Yes it should! I pay for water by the gallon. I pay for electricity by the kilowatt hour. I pay for gas by the gallon. Why should internet, which is like any other utility, be any different? Why not pay per unit used?


Because when you drink water you've consumed a limited resource. Data is not a limited resource. Once capacity is built out there really is no difference on how much you use. If you use 100 TB it doesn't mean there won't be any for anyone else. You're just limited by transfer speeds. Any other measurement is a superficial way to gouge you.
Rating: 39 Votes
22 months ago
I switched from Verizon to T-Mobile. I love it. No real change in call quality or reception, with 1 exception, and that's interstate freeway travel. T-Mobile service drops off on long stretches of highway out in the middle of nowhere, which Verizon managed to maintain at least calling services throughout all of my travels (and data throughout most). I'll take that trade-off for the host of additional benefits and the nearly 40% in savings in my monthly bill. I've completely jumped on board. Love it.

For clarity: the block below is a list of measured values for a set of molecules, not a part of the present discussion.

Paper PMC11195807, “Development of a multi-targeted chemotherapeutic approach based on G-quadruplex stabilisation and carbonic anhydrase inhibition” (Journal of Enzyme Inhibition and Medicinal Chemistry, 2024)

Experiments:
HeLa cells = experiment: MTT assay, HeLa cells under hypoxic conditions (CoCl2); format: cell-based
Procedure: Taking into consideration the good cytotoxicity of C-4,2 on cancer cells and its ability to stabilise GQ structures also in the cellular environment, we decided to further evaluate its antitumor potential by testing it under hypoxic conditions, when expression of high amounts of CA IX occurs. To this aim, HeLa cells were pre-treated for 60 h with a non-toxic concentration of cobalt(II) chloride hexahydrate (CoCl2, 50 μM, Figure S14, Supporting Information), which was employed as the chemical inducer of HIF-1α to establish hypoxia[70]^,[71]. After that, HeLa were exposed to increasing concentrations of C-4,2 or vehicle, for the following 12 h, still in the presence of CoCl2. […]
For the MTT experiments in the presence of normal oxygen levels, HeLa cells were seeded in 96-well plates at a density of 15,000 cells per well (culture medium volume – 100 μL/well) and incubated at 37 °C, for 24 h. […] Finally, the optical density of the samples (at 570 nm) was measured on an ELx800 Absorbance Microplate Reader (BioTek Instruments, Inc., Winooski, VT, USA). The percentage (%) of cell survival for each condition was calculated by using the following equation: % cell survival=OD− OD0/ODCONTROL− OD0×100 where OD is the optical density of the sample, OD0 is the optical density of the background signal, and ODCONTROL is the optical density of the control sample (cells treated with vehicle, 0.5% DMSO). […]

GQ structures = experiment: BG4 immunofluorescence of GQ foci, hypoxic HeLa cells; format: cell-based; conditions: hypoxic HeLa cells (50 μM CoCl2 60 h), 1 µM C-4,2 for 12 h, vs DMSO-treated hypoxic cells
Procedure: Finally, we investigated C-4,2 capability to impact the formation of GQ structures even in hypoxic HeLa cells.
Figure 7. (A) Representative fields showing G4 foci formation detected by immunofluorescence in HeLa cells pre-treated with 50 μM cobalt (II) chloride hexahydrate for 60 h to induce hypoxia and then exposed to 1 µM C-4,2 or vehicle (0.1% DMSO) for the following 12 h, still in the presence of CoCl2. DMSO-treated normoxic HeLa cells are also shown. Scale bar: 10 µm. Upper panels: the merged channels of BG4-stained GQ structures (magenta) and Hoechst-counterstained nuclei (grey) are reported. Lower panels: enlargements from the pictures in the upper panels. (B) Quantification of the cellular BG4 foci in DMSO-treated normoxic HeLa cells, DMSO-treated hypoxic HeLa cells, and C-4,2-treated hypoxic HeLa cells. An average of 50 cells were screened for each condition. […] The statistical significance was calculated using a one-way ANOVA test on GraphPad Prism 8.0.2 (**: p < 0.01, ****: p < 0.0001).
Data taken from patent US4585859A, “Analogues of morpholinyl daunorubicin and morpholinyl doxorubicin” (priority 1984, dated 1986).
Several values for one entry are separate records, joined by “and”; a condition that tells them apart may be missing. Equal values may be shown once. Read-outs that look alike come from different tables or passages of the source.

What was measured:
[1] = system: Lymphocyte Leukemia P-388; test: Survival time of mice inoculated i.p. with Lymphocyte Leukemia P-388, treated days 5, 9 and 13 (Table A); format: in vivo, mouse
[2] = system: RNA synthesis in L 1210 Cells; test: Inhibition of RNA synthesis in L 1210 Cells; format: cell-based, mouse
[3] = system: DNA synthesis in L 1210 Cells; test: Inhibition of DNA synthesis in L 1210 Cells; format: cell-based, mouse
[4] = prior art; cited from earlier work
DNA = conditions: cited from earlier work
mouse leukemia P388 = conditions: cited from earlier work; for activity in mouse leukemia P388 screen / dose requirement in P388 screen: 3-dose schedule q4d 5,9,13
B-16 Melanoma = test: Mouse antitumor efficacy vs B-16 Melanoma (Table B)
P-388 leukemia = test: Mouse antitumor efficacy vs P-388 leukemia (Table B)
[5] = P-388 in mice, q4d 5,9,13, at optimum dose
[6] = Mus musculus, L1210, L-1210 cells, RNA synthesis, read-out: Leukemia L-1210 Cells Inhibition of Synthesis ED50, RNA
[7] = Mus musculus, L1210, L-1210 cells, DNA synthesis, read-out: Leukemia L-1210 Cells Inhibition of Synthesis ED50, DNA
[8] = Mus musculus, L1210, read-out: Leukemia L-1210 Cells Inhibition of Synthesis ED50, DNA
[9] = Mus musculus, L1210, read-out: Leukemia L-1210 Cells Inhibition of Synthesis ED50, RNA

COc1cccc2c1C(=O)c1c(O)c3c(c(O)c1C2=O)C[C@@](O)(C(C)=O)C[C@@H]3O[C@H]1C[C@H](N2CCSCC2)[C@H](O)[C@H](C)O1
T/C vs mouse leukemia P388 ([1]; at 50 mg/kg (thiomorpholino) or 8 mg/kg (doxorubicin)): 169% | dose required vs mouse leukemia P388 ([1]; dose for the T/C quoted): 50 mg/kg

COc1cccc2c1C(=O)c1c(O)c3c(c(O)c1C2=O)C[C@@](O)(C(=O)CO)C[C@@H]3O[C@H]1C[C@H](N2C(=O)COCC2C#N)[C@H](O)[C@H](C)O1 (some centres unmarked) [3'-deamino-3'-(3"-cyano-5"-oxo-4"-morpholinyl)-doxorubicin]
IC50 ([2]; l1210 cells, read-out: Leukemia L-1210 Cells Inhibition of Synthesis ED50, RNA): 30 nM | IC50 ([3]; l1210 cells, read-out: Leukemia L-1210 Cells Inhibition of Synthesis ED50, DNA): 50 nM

Rating: 13 Votes
22 months ago

The key here is "family of four". I can't see that $70 a month for a single phone is going to be a big draw for a one-off phone user.

If I could I would jump on unlimited for 70 a month, in a heart beat. A lot of people would.
Rating: 13 Votes
22 months ago
The key here is "family of four". I can't see that $70 a month for a single phone is going to be a big draw for a one-off phone user.
Rating: 12 Votes
22 months ago

The key here is "family of four". I can't see that $70 a month for a single phone is going to be a big draw for a one-off phone user.